African American men have the highest rate of prostate cancer and shorter survival time compared to other racial/ethnic groups in the U.S. Their mortality rate is more than twice that of their white counterparts. Early diagnosis through PSA screening may help forestall consequent morbidity and mortality. Investigators assessed the prevalence of self-reported screening by black and non-Hispanic white (NHW) men and found that despite long-standing disparities in health care access, black men 45 to 60 years old have a higher rate and probability of PSA screening compared to NHWs, reports The Journal of Urology.
The use of population-based PSA screening for the early diagnosis of prostate cancer is fraught with controversy. There are currently contrasting recommendations by professional medical bodies and the United States Preventive Services Task Force (USPSTF). Black men present a unique challenge, as they are widely acknowledged as a high risk group for prostate cancer, and are more likely to present with advanced disease at diagnosis and have inferior outcomes.
"While data suggest that PSA screening may afford survival benefit for black men, the lack of unanimity among national guidelines when and whether to screen black men presents a challenge to providing the best care for this group and is perplexing for health care providers," explained lead investigator Jesse D. Sammon, DO, of Henry Ford Hospital, Detroit, and the Center for Surgery and Public Health, Brigham and Women's Hospital, Boston, MA.
The research team examined data from the Behavioral Risk Factor Surveillance System (BRFSS) 2012 survey to assess the prevalence of self-reported PSA screening in 2011 from a weighted sample of U.S. men 40 years old or older to determine the association between race and sociodemographic characteristics that influence screening behavior among black men. Of the 122,309 survey respondents in the study population, 29% of black and 32% of NHW men reported undergoing PSA screening. Data on age, education, income, residence location, marital status, health insurance, regular access to a health care provider (HCP), and HCP recommendation to undergo screening were extracted.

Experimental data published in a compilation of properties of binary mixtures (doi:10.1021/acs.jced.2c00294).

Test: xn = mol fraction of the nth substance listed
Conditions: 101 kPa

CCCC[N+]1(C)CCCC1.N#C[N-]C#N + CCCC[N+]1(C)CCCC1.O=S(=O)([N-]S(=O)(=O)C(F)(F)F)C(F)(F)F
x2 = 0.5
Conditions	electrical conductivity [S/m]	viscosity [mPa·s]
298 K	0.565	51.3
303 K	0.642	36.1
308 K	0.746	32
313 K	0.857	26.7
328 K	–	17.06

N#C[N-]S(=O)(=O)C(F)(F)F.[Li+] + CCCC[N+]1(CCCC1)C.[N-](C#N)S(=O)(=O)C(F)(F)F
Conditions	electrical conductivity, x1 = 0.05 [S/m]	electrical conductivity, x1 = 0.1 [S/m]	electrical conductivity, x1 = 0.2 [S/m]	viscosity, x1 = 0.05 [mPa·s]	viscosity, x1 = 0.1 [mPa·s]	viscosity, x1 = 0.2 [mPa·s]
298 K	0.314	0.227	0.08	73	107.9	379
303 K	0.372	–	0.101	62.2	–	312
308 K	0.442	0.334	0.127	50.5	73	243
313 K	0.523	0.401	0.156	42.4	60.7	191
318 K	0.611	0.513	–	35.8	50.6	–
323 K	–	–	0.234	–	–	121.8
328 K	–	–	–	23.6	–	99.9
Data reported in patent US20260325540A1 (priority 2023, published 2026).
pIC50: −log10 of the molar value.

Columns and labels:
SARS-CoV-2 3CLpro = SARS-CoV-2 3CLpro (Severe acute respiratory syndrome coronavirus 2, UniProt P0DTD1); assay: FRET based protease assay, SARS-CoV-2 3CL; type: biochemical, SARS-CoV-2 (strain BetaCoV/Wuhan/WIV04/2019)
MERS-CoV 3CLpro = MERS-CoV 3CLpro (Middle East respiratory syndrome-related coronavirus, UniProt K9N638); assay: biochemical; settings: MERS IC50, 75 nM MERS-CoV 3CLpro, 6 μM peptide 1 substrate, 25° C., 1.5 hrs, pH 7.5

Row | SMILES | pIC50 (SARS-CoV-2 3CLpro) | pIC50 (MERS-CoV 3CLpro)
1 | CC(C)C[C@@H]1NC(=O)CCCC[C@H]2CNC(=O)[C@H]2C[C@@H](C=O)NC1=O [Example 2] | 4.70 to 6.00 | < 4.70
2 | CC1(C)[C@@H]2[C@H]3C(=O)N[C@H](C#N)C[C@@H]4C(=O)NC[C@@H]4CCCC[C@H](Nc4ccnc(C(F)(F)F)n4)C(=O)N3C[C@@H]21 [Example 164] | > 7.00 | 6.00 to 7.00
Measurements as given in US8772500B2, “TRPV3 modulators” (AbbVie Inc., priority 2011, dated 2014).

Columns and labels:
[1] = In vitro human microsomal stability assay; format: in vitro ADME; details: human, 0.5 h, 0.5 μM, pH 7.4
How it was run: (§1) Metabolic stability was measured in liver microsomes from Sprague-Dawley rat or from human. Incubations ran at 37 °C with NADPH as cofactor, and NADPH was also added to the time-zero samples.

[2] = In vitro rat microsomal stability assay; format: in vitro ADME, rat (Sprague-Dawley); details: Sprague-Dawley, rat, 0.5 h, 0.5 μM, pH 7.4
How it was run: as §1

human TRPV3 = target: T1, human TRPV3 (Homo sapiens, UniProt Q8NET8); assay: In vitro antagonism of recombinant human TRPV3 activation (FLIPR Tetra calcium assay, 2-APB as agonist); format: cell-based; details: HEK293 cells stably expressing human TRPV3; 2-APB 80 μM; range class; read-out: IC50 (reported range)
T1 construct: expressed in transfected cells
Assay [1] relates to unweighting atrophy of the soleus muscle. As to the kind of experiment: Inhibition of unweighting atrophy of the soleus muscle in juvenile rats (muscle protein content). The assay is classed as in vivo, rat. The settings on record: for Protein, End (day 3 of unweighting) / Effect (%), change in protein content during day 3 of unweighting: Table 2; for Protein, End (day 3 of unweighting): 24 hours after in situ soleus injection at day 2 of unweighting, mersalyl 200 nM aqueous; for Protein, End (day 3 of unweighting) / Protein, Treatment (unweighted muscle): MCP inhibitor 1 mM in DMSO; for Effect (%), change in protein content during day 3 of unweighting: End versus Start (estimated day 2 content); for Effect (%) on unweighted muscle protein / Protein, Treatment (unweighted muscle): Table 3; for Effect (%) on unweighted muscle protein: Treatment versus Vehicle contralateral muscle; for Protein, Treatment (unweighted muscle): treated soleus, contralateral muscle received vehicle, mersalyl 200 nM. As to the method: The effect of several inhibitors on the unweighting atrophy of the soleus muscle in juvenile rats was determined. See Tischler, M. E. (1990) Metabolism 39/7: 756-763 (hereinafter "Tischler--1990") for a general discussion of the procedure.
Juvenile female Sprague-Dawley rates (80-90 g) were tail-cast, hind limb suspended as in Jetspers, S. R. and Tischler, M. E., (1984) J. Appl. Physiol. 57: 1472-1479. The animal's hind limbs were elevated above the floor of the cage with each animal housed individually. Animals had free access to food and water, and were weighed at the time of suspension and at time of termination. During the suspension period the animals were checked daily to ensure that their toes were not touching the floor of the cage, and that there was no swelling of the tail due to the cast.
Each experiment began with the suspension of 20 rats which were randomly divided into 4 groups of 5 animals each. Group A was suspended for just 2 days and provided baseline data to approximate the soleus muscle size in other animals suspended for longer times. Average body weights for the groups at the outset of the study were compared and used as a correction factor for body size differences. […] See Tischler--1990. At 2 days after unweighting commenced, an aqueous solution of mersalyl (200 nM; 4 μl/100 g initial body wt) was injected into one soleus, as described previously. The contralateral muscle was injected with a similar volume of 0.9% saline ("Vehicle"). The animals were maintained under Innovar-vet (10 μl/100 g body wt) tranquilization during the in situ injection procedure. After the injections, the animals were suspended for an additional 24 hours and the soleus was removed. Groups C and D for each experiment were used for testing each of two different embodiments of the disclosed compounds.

Although more NHWs were tested overall, younger black males had higher rates and odds of screening than NHWs of similar age. Among black men, educational attainment had a more pronounced association with screening, whereas relative to NHW men, the association with HCP recommendations was less pronounced.
"PSA testing among young black men has increased steadily since the 1990s, and our results point towards continuation of this trend. Contrary to our initial hypothesis, significantly fewer black males reported PSA screening than NHWs, but black males aged 45-60 have a higher rate and probability of PSA screening compared to NHWs," commented Dr. Sammon.
According to Dr. Sammon and his colleagues, "Earlier PSA testing may allow diagnosis of lower risk prostate cancer in black men, and greater decline in prostate cancer-specific mortality has been noted for black versus NHW men since the PSA test was introduced in the 1990s. The increased odds for screening in young black men, as demonstrated in our results, may reflect increased perception of this high risk group within the health care community and/or access to more equitable health care systems (such as the Veterans Health Administration)."